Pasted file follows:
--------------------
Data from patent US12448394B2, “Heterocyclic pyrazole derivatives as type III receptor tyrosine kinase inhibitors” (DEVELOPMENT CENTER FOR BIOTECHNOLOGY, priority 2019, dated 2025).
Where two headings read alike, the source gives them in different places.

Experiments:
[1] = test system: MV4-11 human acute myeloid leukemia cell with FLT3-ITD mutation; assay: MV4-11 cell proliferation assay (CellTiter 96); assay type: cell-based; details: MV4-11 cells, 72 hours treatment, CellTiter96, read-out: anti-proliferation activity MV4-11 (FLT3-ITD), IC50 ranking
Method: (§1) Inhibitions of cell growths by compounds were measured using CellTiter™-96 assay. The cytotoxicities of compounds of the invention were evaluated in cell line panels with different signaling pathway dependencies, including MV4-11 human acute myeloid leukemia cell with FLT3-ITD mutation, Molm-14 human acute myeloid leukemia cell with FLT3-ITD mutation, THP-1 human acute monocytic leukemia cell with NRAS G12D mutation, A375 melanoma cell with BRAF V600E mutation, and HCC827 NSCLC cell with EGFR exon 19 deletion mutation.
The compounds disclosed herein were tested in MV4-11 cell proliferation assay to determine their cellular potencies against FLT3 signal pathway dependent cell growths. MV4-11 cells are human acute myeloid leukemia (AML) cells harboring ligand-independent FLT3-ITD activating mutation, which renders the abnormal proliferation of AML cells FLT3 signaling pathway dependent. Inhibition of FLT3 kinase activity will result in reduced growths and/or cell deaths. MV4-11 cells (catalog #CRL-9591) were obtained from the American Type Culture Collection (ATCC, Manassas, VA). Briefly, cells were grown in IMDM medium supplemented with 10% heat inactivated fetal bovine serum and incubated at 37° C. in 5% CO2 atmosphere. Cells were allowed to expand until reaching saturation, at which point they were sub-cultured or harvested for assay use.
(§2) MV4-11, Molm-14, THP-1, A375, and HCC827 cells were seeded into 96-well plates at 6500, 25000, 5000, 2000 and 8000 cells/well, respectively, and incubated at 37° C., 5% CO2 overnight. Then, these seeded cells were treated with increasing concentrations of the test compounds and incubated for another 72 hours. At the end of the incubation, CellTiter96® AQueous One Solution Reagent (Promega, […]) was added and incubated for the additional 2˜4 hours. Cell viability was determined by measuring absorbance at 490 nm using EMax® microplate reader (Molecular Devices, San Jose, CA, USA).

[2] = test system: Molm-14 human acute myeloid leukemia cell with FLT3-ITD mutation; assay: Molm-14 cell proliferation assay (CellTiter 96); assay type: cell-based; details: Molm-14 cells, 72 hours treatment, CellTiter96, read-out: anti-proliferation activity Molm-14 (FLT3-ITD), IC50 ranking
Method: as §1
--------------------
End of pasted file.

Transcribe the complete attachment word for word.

Data from patent US12448394B2, “Heterocyclic pyrazole derivatives as type III receptor tyrosine kinase inhibitors” (DEVELOPMENT CENTER FOR BIOTECHNOLOGY, priority 2019, dated 2025).
Where two headings read alike, the source gives them in different places.

Experiments:
[1] = test system: MV4-11 human acute myeloid leukemia cell with FLT3-ITD mutation; assay: MV4-11 cell proliferation assay (CellTiter 96); assay type: cell-based; details: MV4-11 cells, 72 hours treatment, CellTiter96, read-out: anti-proliferation activity MV4-11 (FLT3-ITD), IC50 ranking
Method: (§1) Inhibitions of cell growths by compounds were measured using CellTiter™-96 assay. The cytotoxicities of compounds of the invention were evaluated in cell line panels with different signaling pathway dependencies, including MV4-11 human acute myeloid leukemia cell with FLT3-ITD mutation, Molm-14 human acute myeloid leukemia cell with FLT3-ITD mutation, THP-1 human acute monocytic leukemia cell with NRAS G12D mutation, A375 melanoma cell with BRAF V600E mutation, and HCC827 NSCLC cell with EGFR exon 19 deletion mutation.
The compounds disclosed herein were tested in MV4-11 cell proliferation assay to determine their cellular potencies against FLT3 signal pathway dependent cell growths. MV4-11 cells are human acute myeloid leukemia (AML) cells harboring ligand-independent FLT3-ITD activating mutation, which renders the abnormal proliferation of AML cells FLT3 signaling pathway dependent. Inhibition of FLT3 kinase activity will result in reduced growths and/or cell deaths. MV4-11 cells (catalog #CRL-9591) were obtained from the American Type Culture Collection (ATCC, Manassas, VA). Briefly, cells were grown in IMDM medium supplemented with 10% heat inactivated fetal bovine serum and incubated at 37° C. in 5% CO2 atmosphere. Cells were allowed to expand until reaching saturation, at which point they were sub-cultured or harvested for assay use.
(§2) MV4-11, Molm-14, THP-1, A375, and HCC827 cells were seeded into 96-well plates at 6500, 25000, 5000, 2000 and 8000 cells/well, respectively, and incubated at 37° C., 5% CO2 overnight. Then, these seeded cells were treated with increasing concentrations of the test compounds and incubated for another 72 hours. At the end of the incubation, CellTiter96® AQueous One Solution Reagent (Promega, […]) was added and incubated for the additional 2˜4 hours. Cell viability was determined by measuring absorbance at 490 nm using EMax® microplate reader (Molecular Devices, San Jose, CA, USA).

[2] = test system: Molm-14 human acute myeloid leukemia cell with FLT3-ITD mutation; assay: Molm-14 cell proliferation assay (CellTiter 96); assay type: cell-based; details: Molm-14 cells, 72 hours treatment, CellTiter96, read-out: anti-proliferation activity Molm-14 (FLT3-ITD), IC50 ranking
Method: as §1